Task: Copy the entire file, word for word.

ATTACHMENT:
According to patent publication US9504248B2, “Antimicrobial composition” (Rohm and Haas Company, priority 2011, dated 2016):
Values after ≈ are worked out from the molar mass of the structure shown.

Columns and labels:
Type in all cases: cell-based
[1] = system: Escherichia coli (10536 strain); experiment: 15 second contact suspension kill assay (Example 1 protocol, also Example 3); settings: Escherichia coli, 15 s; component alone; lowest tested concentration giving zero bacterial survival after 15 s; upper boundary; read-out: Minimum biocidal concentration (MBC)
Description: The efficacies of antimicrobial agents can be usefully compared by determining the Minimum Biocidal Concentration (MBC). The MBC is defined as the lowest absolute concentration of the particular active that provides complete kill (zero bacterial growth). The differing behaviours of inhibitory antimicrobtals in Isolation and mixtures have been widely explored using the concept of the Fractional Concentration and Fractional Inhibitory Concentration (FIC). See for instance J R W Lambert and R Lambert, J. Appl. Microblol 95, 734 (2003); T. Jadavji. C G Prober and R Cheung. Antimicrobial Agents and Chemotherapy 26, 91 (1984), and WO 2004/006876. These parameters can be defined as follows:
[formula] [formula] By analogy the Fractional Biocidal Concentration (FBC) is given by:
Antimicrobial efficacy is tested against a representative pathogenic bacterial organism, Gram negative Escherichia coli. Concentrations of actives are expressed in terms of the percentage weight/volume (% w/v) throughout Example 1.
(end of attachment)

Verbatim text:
According to patent publication US9504248B2, “Antimicrobial composition” (Rohm and Haas Company, priority 2011, dated 2016):
Values after ≈ are worked out from the molar mass of the structure shown.

Columns and labels:
Type in all cases: cell-based
[1] = system: Escherichia coli (10536 strain); experiment: 15 second contact suspension kill assay (Example 1 protocol, also Example 3); settings: Escherichia coli, 15 s; component alone; lowest tested concentration giving zero bacterial survival after 15 s; upper boundary; read-out: Minimum biocidal concentration (MBC)
Description: The efficacies of antimicrobial agents can be usefully compared by determining the Minimum Biocidal Concentration (MBC). The MBC is defined as the lowest absolute concentration of the particular active that provides complete kill (zero bacterial growth). The differing behaviours of inhibitory antimicrobtals in Isolation and mixtures have been widely explored using the concept of the Fractional Concentration and Fractional Inhibitory Concentration (FIC). See for instance J R W Lambert and R Lambert, J. Appl. Microblol 95, 734 (2003); T. Jadavji. C G Prober and R Cheung. Antimicrobial Agents and Chemotherapy 26, 91 (1984), and WO 2004/006876. These parameters can be defined as follows:
[formula] [formula] By analogy the Fractional Biocidal Concentration (FBC) is given by:
Antimicrobial efficacy is tested against a representative pathogenic bacterial organism, Gram negative Escherichia coli. Concentrations of actives are expressed in terms of the percentage weight/volume (% w/v) throughout Example 1.